Perhaps Media Art is a temporary umbrella covering phenomena that will eventually go their separate ways; perhaps Kinetica and the V&A feel their own traditions are longer-lasting. It still seems strange that two exhibitions share such a large common ground but should be pitched and presented so differently. While I’ve always felt that net.art was the ghost in media art’s machine, media art itself seems to be doing the haunting at the moment.


Trainee trapeze artists on Pier 40

Trainee trapeze artists on Pier 40

Jesse McDonough is a man who loves New York in a way that I’ve only ever seen people love London. Studying American History in Maryland, where colonial-era studies rule, he chanced on a professor whose speciality was New York and the bug stuck. Cycling being his other passion, his final project considered how bicycles literally paved the way for the coming of the automobile to America. Now he runs Bike The Big Apple, leading tourist posses on pushbikes round the city, cycling along streets that are normally intimidating enough just to cross. His outrider Wendy brings up the rear, sitting in front of SUVs and issuing admonishments to their drivers: as hardcore an urban cyclist on a fixed-wheel bike as you’d ever hope to meet.

Cycling across Manhattan and through the West Village, we see where some of the richest homes in Manhattan have been (the focal point of desirability has moved steadily up Fifth Avenue throughout history, but always sticks to the spine, the street furthest from the filthy water’s edge), now greedily absorbed by NYU’s property acquisition programme; Christopher Square, with its monument to the Stonewall riots; and Manhattan’s thinnest house. We stop at Pier 40 and climb to the top to see a trapeze school (learners are held from falling by bungees) and football being played on the rooftops: Jesse says he plays in a league whose games sometimes kick off at one in the morning.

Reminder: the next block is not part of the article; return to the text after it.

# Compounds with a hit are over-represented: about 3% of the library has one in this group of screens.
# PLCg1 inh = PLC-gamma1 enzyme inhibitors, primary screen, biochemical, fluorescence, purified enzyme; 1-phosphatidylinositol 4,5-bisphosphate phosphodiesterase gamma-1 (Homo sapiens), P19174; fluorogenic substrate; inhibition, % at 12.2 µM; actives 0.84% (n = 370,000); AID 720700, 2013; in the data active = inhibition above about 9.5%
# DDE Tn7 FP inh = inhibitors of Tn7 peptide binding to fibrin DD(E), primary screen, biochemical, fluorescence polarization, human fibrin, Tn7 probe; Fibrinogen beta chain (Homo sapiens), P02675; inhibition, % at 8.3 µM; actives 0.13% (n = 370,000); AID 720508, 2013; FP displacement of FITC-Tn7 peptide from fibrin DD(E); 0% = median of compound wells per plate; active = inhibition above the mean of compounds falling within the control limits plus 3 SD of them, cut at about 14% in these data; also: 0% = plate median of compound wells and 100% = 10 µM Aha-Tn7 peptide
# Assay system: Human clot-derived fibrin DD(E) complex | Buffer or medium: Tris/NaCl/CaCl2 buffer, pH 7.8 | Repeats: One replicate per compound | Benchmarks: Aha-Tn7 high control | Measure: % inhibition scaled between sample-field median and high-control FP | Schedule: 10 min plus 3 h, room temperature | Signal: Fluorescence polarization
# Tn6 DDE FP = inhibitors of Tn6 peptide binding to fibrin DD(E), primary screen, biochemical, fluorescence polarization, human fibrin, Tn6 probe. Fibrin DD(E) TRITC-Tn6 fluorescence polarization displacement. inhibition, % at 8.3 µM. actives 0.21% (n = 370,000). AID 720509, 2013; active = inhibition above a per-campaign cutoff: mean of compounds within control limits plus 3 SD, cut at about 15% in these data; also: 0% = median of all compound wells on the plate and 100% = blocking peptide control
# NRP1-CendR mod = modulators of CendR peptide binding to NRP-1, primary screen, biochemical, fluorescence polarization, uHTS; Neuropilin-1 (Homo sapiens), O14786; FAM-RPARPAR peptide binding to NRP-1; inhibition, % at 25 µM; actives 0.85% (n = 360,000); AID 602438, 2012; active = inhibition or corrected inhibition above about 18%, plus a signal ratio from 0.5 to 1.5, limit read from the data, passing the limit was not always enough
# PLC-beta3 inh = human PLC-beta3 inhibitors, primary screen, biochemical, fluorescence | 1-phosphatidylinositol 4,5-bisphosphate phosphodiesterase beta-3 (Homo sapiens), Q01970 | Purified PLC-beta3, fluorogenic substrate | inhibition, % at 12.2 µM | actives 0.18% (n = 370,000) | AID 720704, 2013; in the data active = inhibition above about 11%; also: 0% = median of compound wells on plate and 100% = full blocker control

Rounding the southern tip of the island to catch the sun setting over New Jersey, we cycle through Battery Park City, a westward extension of the island built in the 1970s on the rubble excavated from the site of the World Trade Centre when it was built (there’s still no sign of a replacement). New York’s ability to hold tight skyscrapers comes from its bedrock, Manhattan schist: they rise highest downtown and in midtown because this is where the rock is firmest and closest to the surface.

We cross the Brooklyn Bridge (a good boardwalk, but a squeeze when only a quarter of it is yours: half the cycle lane going one way). The Manhattan Bridge back is better: barely a soul walking and gorgeous views back over the Brooklyn Bridge and downtown Manhattan, flying fifty feet over the Lower East Side. On a small stretch of street where an apartment block now stands, Jesse stops and shows us the place where his great-great-grandfather, an Italian immigrant, opened a barber shop. This is how it isn’t for Londoners, whose passport is their Oyster card: returning to New York is coming home.


Along 125th Street, in murals and on badges and posters, the parade of heroes: Malcolm X, Michael Jackson, Barack Obama. Revolutionary, tragedy, politician: all, somehow, part of the same story.